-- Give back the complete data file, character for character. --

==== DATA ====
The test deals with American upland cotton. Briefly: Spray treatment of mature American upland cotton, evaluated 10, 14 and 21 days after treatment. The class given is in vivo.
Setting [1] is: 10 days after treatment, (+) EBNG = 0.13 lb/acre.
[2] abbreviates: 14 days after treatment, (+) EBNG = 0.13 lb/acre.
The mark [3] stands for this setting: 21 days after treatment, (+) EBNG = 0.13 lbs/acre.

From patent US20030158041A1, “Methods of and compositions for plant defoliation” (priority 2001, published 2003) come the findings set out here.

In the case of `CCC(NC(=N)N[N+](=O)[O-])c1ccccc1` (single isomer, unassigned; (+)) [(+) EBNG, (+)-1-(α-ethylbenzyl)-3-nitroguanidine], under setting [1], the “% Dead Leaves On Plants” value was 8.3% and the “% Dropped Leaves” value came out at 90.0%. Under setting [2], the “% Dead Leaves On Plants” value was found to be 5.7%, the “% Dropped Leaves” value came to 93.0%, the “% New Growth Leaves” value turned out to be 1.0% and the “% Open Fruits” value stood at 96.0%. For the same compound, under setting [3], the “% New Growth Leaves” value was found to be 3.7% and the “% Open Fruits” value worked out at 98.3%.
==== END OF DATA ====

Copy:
The test deals with American upland cotton. Briefly: Spray treatment of mature American upland cotton, evaluated 10, 14 and 21 days after treatment. The class given is in vivo.
Setting [1] is: 10 days after treatment, (+) EBNG = 0.13 lb/acre.
[2] abbreviates: 14 days after treatment, (+) EBNG = 0.13 lb/acre.
The mark [3] stands for this setting: 21 days after treatment, (+) EBNG = 0.13 lbs/acre.

From patent US20030158041A1, “Methods of and compositions for plant defoliation” (priority 2001, published 2003) come the findings set out here.

In the case of `CCC(NC(=N)N[N+](=O)[O-])c1ccccc1` (single isomer, unassigned; (+)) [(+) EBNG, (+)-1-(α-ethylbenzyl)-3-nitroguanidine], under setting [1], the “% Dead Leaves On Plants” value was 8.3% and the “% Dropped Leaves” value came out at 90.0%. Under setting [2], the “% Dead Leaves On Plants” value was found to be 5.7%, the “% Dropped Leaves” value came to 93.0%, the “% New Growth Leaves” value turned out to be 1.0% and the “% Open Fruits” value stood at 96.0%. For the same compound, under setting [3], the “% New Growth Leaves” value was found to be 3.7% and the “% Open Fruits” value worked out at 98.3%.